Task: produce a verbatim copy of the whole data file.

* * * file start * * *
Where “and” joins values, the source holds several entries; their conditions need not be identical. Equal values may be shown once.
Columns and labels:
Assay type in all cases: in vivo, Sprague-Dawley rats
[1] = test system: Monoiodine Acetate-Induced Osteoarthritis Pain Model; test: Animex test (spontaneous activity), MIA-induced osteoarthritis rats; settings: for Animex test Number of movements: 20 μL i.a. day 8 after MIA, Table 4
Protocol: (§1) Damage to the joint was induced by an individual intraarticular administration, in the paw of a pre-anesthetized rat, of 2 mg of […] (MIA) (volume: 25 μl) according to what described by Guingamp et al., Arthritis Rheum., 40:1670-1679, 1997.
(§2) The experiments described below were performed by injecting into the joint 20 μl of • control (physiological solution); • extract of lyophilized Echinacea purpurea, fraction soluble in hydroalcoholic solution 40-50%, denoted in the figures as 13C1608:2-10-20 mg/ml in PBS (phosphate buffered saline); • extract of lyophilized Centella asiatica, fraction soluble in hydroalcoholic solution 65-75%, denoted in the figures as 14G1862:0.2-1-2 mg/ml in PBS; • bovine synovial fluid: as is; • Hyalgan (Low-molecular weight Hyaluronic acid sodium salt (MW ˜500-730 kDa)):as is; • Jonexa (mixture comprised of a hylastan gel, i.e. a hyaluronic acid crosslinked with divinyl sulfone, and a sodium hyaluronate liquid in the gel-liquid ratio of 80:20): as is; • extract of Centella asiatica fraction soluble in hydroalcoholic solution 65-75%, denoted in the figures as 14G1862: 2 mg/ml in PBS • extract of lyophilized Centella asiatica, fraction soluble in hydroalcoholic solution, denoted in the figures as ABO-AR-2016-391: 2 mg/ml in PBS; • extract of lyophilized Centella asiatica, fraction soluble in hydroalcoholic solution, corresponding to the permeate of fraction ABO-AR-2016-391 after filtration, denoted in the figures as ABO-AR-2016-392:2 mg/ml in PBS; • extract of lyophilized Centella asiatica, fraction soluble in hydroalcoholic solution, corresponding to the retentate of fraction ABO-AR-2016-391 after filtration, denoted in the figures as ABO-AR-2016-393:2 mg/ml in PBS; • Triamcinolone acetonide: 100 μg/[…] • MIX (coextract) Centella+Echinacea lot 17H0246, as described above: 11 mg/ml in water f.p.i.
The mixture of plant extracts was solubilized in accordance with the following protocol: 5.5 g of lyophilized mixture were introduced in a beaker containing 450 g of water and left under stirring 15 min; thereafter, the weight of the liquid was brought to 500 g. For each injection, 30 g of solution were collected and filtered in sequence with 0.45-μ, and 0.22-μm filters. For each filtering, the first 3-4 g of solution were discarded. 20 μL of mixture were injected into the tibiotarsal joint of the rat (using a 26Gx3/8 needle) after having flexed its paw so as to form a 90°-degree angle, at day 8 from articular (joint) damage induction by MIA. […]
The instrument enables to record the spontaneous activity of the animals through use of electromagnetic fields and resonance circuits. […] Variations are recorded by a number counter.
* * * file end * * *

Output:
Where “and” joins values, the source holds several entries; their conditions need not be identical. Equal values may be shown once.
Columns and labels:
Assay type in all cases: in vivo, Sprague-Dawley rats
[1] = test system: Monoiodine Acetate-Induced Osteoarthritis Pain Model; test: Animex test (spontaneous activity), MIA-induced osteoarthritis rats; settings: for Animex test Number of movements: 20 μL i.a. day 8 after MIA, Table 4
Protocol: (§1) Damage to the joint was induced by an individual intraarticular administration, in the paw of a pre-anesthetized rat, of 2 mg of […] (MIA) (volume: 25 μl) according to what described by Guingamp et al., Arthritis Rheum., 40:1670-1679, 1997.
(§2) The experiments described below were performed by injecting into the joint 20 μl of • control (physiological solution); • extract of lyophilized Echinacea purpurea, fraction soluble in hydroalcoholic solution 40-50%, denoted in the figures as 13C1608:2-10-20 mg/ml in PBS (phosphate buffered saline); • extract of lyophilized Centella asiatica, fraction soluble in hydroalcoholic solution 65-75%, denoted in the figures as 14G1862:0.2-1-2 mg/ml in PBS; • bovine synovial fluid: as is; • Hyalgan (Low-molecular weight Hyaluronic acid sodium salt (MW ˜500-730 kDa)):as is; • Jonexa (mixture comprised of a hylastan gel, i.e. a hyaluronic acid crosslinked with divinyl sulfone, and a sodium hyaluronate liquid in the gel-liquid ratio of 80:20): as is; • extract of Centella asiatica fraction soluble in hydroalcoholic solution 65-75%, denoted in the figures as 14G1862: 2 mg/ml in PBS • extract of lyophilized Centella asiatica, fraction soluble in hydroalcoholic solution, denoted in the figures as ABO-AR-2016-391: 2 mg/ml in PBS; • extract of lyophilized Centella asiatica, fraction soluble in hydroalcoholic solution, corresponding to the permeate of fraction ABO-AR-2016-391 after filtration, denoted in the figures as ABO-AR-2016-392:2 mg/ml in PBS; • extract of lyophilized Centella asiatica, fraction soluble in hydroalcoholic solution, corresponding to the retentate of fraction ABO-AR-2016-391 after filtration, denoted in the figures as ABO-AR-2016-393:2 mg/ml in PBS; • Triamcinolone acetonide: 100 μg/[…] • MIX (coextract) Centella+Echinacea lot 17H0246, as described above: 11 mg/ml in water f.p.i.
The mixture of plant extracts was solubilized in accordance with the following protocol: 5.5 g of lyophilized mixture were introduced in a beaker containing 450 g of water and left under stirring 15 min; thereafter, the weight of the liquid was brought to 500 g. For each injection, 30 g of solution were collected and filtered in sequence with 0.45-μ, and 0.22-μm filters. For each filtering, the first 3-4 g of solution were discarded. 20 μL of mixture were injected into the tibiotarsal joint of the rat (using a 26Gx3/8 needle) after having flexed its paw so as to form a 90°-degree angle, at day 8 from articular (joint) damage induction by MIA. […]
The instrument enables to record the spontaneous activity of the animals through use of electromagnetic fields and resonance circuits. […] Variations are recorded by a number counter.